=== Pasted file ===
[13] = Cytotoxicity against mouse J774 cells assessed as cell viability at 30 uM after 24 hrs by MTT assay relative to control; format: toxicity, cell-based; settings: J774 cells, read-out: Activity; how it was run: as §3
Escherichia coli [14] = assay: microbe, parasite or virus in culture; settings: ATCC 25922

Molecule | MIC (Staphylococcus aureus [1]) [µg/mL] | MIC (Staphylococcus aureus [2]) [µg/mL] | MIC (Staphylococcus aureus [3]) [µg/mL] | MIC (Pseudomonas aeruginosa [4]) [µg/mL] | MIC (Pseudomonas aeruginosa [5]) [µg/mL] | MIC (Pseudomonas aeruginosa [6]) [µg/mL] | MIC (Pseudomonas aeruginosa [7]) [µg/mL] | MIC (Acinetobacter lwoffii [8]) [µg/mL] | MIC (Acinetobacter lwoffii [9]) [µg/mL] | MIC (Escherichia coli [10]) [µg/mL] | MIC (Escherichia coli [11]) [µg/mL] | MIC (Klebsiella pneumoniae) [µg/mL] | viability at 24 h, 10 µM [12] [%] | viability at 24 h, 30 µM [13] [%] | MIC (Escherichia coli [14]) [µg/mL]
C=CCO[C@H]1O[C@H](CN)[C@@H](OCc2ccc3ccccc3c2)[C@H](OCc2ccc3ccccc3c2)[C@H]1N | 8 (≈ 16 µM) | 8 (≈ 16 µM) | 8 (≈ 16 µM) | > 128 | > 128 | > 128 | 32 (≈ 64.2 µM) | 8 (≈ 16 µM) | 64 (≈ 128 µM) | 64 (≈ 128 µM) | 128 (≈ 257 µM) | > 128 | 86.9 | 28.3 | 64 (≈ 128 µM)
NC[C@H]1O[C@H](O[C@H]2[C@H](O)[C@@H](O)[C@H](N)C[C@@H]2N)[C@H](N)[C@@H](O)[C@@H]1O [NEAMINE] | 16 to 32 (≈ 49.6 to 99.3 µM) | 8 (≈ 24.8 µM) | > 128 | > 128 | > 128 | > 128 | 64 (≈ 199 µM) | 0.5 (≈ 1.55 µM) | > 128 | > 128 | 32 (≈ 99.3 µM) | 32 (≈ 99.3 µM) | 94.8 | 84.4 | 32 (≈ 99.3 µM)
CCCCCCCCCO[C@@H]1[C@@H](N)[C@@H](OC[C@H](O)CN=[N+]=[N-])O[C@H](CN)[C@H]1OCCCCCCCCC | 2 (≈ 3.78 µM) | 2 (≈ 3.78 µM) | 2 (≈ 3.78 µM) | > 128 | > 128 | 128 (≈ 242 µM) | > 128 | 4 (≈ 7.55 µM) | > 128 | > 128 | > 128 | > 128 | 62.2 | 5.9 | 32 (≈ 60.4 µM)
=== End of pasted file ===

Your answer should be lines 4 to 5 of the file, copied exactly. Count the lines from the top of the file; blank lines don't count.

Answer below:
C=CCO[C@H]1O[C@H](CN)[C@@H](OCc2ccc3ccccc3c2)[C@H](OCc2ccc3ccccc3c2)[C@H]1N | 8 (≈ 16 µM) | 8 (≈ 16 µM) | 8 (≈ 16 µM) | > 128 | > 128 | > 128 | 32 (≈ 64.2 µM) | 8 (≈ 16 µM) | 64 (≈ 128 µM) | 64 (≈ 128 µM) | 128 (≈ 257 µM) | > 128 | 86.9 | 28.3 | 64 (≈ 128 µM)
NC[C@H]1O[C@H](O[C@H]2[C@H](O)[C@@H](O)[C@H](N)C[C@@H]2N)[C@H](N)[C@@H](O)[C@@H]1O [NEAMINE] | 16 to 32 (≈ 49.6 to 99.3 µM) | 8 (≈ 24.8 µM) | > 128 | > 128 | > 128 | > 128 | 64 (≈ 199 µM) | 0.5 (≈ 1.55 µM) | > 128 | > 128 | 32 (≈ 99.3 µM) | 32 (≈ 99.3 µM) | 94.8 | 84.4 | 32 (≈ 99.3 µM)